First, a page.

- What is Promyelocytic Leukaemia (PML)?
- Risk Factors
- Clinical Examination
- How is it Diagnosed
What is Promyelocytic Leukaemia (PML)?
Promyelocytic leukaemia is a malignancy of the bone marrow in which there is a deficiency of mature blood cells in the myeloid line of cells and an excess of immature cells called promyelocytes. Promyelocytic Leukaemia is considered to be a form of acute myeloid leukaemia (AML). It is hence classified as the M3 variant of acute myeloid leukaemia in the French-American-British (FAB) classification. Bone marrow is found inside most of the bones in the body. By adulthood, a large proportion of bone marrow has become relatively inactive. Generally speaking, it is the marrow inside the vertebra, ribs and pelvis, which is responsible for producing the blood cells in adults. In times of crisis or when these areas of bone marrow are damaged, marrow activity may switch on in the other bones.
The bone marrow is a collection of cells inside a connective tissue and fatty stroma. Stem cells are the ultimate origin of the other cells. Stem cells differentiate to form 3 main types of ‘progenitor’ cells. Each of these cells is then responsible to produce red cells, white cells and megakaryocytes (which produce platelets). There are a number of proteins, which stimulate production of blood cells. These include erythropoietin, (EPO) granulocyte-macrophage colony stimulating factor (GM-CSF), granulocyte-CSF (G-CSF), Interleukin 3, 5 and 6 (IL-3, IL-5, IL-6). Generally speaking, these proteins interact with receptors on the surface of the primitive bone marrow cells and stimulate them to produce the adult cells.
APL is due to a translocation (an exchange of chromosome material) between chromosomes 15 and 17 which is symbolized t(15;17). The genes involved in the chromosomal translocation are referred to as the promyelocytic leukaemia (PML) gene and the retinoic acid receptor-alpha (RARÎ±) gene.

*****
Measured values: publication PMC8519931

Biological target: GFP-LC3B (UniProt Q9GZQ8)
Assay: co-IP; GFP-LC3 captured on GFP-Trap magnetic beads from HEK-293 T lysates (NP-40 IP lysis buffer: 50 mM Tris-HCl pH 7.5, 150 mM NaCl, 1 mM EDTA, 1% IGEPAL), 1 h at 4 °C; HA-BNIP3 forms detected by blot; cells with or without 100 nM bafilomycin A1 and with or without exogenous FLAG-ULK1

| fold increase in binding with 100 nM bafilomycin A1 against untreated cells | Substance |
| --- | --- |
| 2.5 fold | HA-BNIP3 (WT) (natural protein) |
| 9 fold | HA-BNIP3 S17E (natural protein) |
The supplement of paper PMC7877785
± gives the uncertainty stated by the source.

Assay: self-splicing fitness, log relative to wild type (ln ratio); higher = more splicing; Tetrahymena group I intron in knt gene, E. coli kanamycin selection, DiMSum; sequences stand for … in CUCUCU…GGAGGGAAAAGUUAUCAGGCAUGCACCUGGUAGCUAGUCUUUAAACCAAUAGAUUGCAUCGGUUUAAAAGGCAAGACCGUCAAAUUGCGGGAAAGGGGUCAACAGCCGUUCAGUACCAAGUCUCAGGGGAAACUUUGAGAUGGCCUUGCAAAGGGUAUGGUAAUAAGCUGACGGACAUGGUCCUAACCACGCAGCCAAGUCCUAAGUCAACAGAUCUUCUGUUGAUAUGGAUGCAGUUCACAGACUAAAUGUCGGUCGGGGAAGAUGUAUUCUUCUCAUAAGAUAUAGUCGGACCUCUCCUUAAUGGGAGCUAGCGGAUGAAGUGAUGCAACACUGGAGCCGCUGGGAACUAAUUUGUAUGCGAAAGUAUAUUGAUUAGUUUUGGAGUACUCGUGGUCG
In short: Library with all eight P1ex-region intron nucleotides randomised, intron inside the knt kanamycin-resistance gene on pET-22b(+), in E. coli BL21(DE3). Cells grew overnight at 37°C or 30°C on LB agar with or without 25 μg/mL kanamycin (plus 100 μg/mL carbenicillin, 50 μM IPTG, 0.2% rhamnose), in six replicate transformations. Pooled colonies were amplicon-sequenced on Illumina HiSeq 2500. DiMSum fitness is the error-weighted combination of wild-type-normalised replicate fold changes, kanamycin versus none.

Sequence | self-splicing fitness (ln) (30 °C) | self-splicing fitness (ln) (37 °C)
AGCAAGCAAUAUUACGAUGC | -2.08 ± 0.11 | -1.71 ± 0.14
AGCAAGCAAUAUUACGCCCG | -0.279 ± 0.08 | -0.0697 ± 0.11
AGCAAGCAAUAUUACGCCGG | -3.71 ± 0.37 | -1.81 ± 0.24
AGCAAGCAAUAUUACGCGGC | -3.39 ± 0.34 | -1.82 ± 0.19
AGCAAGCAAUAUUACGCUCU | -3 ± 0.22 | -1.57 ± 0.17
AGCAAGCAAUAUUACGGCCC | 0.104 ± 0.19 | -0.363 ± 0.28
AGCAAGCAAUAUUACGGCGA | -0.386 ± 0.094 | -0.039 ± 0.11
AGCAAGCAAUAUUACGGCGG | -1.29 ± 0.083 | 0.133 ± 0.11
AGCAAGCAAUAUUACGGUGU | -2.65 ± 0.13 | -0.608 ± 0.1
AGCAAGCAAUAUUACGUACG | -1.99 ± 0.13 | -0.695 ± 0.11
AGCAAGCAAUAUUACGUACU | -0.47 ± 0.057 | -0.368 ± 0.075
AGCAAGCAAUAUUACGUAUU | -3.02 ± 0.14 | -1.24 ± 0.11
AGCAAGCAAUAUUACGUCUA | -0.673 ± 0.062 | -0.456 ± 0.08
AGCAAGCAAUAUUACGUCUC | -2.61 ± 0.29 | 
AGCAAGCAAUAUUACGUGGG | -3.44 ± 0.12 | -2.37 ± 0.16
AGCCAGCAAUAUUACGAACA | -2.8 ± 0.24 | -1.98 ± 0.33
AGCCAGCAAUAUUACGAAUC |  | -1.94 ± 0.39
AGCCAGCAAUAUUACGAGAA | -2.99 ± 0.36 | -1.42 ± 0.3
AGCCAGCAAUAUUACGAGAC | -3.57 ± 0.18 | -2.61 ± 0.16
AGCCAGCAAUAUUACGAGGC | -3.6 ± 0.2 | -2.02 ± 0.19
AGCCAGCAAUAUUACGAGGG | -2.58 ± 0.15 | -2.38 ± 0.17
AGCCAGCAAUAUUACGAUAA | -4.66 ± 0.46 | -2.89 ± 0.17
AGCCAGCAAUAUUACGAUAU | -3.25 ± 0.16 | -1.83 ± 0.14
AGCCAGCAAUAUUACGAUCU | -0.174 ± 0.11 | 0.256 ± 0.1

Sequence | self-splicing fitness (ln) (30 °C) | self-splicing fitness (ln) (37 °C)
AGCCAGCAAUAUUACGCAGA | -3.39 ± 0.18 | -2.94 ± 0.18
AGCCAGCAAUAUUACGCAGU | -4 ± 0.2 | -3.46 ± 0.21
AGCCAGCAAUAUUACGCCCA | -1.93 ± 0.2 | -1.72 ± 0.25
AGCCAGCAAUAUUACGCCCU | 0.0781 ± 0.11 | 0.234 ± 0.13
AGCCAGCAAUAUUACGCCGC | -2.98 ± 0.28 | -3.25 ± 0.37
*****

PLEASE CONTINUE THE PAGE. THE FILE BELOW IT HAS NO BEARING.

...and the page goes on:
How is it Diagnosed
A full blood count and film will usually reveal low levels of mature blood cells and high levels of immature cells.
The prognosis of PML depends upon a number of factors including stage at time of diagnosis and white blood cell count. In clinical practice approximately 90% of all patients can achieve complete remission thanks to excellent treatment modalities.
The mainstay of treatment for PML is all-trans-retinoic acid (ATRA). This drug promotes mature blood cells to form and hence can induce remission in a great majority of patients. This is often used in conjunction with chemotherapy. For patients who do not respond sufficiently to this treatment or relapse following remission, arsenic trioxide can be used.2 Information on other types of leukaemia:
- Chronic Myeloid Leukaemia
- Multiple myeloma
- Myelodysplastic syndrome
- Chronic cymphocytic leukaemia
- acute lymphoblastic leukaemia
- Acute myeloid leukaemia
- Kumar, Vinay, Abul Abbas, and Nelson Fausto. Robbins and Cotran Pathologic Basis of Disease, 7th ed. (2004).
- Sacher, Ronald A. and Richard A. McPherson. Wildman’s Clinical Interpretation of Laboratory Tests, 11th ed. (2000).
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